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At a Glance:
Title:
Texas State Highway Dept. v. Fillmon
Date:
October 3, 1951
Citation:
150 Tex. 460
Court:
Texas Supreme Court
Status:
Published Opinion

Texas State Highway Dept. v. Fillmon

Supreme Court of Texas.

TEXAS STATE HIGHWAY DEPARTMENT

v.

FILLMON.

No. A-3129.

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July 18, 1951.

|

Rehearing Denied Oct. 3, 1951.

Attorneys & Firms

*462 **173 Price Daniel, Atty. Gen., and William S. Lott, Asst. Atty. Gen., for petitioner.

Brooks, Duke, Templeton & Brooks and Scarborough, Yates, Scarborough & Balck, Abilene, for respondent

Opinion

SMITH, Justice.

This is a workmen’s compensation case filed by respondent, Ava Fillmon, against petitioner, Texas State Highway Department, to recover workmen’s compensation. Respondent alleged that her husband, E. L. Fillmon, while engaged in the course of his employment with the Texas State Highway Department, suffered a heat stroke which caused his death on September 5, 1947. It is undisputed that Mrs. Ava Fillmon is the surviving widow and sole beneficiary of E. L. Fillmon, deceased. Notice of injury and claim for compensation were not filed with the Industrial Accident Board of the State of Texas until August 24, 1949.

On September 27, 1949, the Industrial Accident Board issued notice to all parties concerned that a hearing on said claim would be held before the Board in Austin, Texas, on November 1, 1949. On November 17, 1949, the Board entered its final ruling and award holding that it was without jurisdiction because of its finding that respondent had failed to establish by proof that claim was filed within six months, as provided by *463 law, or that good cause existed for delay in filing the claim until August 24, 1949. On November 21, 1949, respondent gave notice of her intention to appeal from said final ruling, decision and award made by the Board, and thereafter, on November 26, 1949, within the time required by law, caused this suit to be filed in the District Court of Taylor County.

The case was tried before the court without the intervention of a jury, and at the close of the testimony, the trial court rendered judgment for the respondent.

The judgment which was rendered and entered by the trial court in this case contains the following findings of fact: (a) ‘that on September 5, 1947, E. L. Fillmon was employed by the Texas State Highway Department in the capacity of a laborer at a gravel pit in Taylor County’; (b) ‘that the said E. L. Fillmon died on September 5, 1947, as a result of an injury received while at work in the above mentioned gravel pit’; (c) ‘that the gravel pit was below the surface of the earth and under conditions of intense heat to which the general public was not subjected’; (d) ‘and the said E. L. Fillmon, while working at such time and place and under such conditions, suffered the injury of heat stroke which was the producing cause of his death.’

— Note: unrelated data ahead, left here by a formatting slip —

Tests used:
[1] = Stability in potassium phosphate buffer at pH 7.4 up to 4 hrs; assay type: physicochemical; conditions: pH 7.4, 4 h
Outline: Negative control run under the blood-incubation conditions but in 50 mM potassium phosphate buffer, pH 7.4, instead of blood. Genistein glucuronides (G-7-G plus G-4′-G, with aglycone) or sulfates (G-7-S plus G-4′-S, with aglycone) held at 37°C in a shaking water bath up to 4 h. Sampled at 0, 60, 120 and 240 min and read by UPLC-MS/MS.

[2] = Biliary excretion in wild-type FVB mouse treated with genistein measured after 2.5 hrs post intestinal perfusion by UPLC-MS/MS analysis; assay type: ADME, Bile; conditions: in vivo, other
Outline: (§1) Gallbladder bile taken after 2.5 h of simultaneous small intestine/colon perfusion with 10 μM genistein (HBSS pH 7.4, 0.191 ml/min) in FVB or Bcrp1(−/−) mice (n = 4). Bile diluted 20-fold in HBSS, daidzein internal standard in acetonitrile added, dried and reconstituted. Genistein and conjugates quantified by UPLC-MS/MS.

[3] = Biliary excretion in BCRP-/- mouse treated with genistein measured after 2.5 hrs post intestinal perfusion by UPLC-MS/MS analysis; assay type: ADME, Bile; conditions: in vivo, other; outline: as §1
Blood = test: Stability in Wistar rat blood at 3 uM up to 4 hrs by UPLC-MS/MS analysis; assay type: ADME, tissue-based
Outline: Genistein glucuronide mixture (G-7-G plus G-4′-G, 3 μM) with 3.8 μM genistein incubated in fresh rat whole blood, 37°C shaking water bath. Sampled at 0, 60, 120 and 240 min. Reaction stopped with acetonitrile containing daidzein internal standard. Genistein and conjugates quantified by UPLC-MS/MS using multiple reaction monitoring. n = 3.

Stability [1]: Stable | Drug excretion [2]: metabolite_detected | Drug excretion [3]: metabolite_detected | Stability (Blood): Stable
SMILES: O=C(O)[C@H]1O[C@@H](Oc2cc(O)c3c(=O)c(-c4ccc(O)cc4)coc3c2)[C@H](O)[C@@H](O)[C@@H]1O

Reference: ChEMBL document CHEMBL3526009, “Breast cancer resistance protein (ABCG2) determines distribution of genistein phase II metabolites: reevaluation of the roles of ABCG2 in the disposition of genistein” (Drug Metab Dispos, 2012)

On appeal to the Court of Civil Appeals for the Eleventh Supreme Judicial District of Texas, the judgment of the trial court was affirmed. 236 S.W.2d 635.

Petitioner presents to this Court four points of error, as follows: (a) the holding of the Court of Civil Appeals that there **174 was evidence to support the finding and judgment of the trial court that the deceased actually worked on the morning of his death; (b) that said court erred in holding that there was evidence to support the finding and judgment of the trial court that E. L. Fillmon died as a result of a heat stroke; (c) the Court of Civl Appeals erred in holding that the trial court had jurisdiction to pass on issues going to the merits of respondent’s claim; (d) the Court of Civil Appeals erred in holding that there was evidence to support the finding and judgment of the trial court that good cause was shown for respondent’s delay in filing her claim until August 24, 1949.

We shall dispose of these points in the order named.

The petitioner’s brief in the Court of Civil Appeals failed *464 to assign as error the finding of the trial court that the deceased, E. L. Fillmon, actually worked on the morning of September 5, 1947, and this question was not raised until the filing of petitioner’s motion for rehearing in the Court of Civil Appeals. A point not assigned as error in the Court of Civil Appeals cannot be considered here. Texas Rules of Civil Procedure, Rule 469(c).

However, in view of the other points of error which were properly raised by petitioner in the Court of Civil Appeals that there was no evidence to support other material findings of the trial court as well as the Court of Civil Appeals, we have carefully examined the record in its entirety and we are of the opinion that there is evidence to support the finding of fact that the deceased, E. L. Fillmon, was actually working and had been engaged in the performance of his duties for his employer during the morning of September 5, 1947, the date of his death.

In our opinion, the testimony of J. A. Moore, a witness called by the respondent, supports the finding of the trial court on this issue. Moore testified that Fillmon rode in a car with him that morning to the gravel, or caliche pit; that they arrived about 9:00 A. M.; that Fillmon went there to throw over-size rocks out of the pit; that Mr. Fillmon worked by himself except when we were loading. The record shows that Moore and one Carlisle were hauling gravel from the pit, and when they would return for a load, Fillmon would stand aside until the trucks were loaded. Moore further testified, in answer to the following question propounded on cross-examination: ‘I will ask you how big the over-size rocks were that he was to throw out and did throw out.’ ‘Well, that’s hard to answer by I don’t believe they would have weighed over fifteen pounds.’ (emphasis added); that Fillmon’s job was to keept the rocks out of the way of the loading; that he didn’t see Fillmon throw out any rocks that morning, but ‘what he threw out was while I was gone.’ Moore further testified that he returned to the pit twice for a load of gravel and each time Fillmon was down in the pit.

Although he says he didn’t see him on any occasion throw out the rocks, he does testify to facts showing that Fillmon had thrown out rocks in his absence. There is no testimony that the truckers were delayed in loading on account of the failure of Fillmon to separate the larger rocks from those suitable for use. Fillmon was the only man working in the pit. Under the circumstances, *465 there was no one other than Fillmon to have removed the rocks which Moore said had been moved or thrown out of the pit.

Mr. Moore reported the death of Mr. Fillmon to the maintenance foreman, Mr. F. M. Mangum, and in connection with the report to his superior, who was also the foreman over Mr. Fillmon, stated that the deceased had thrown some rocks out of the pit.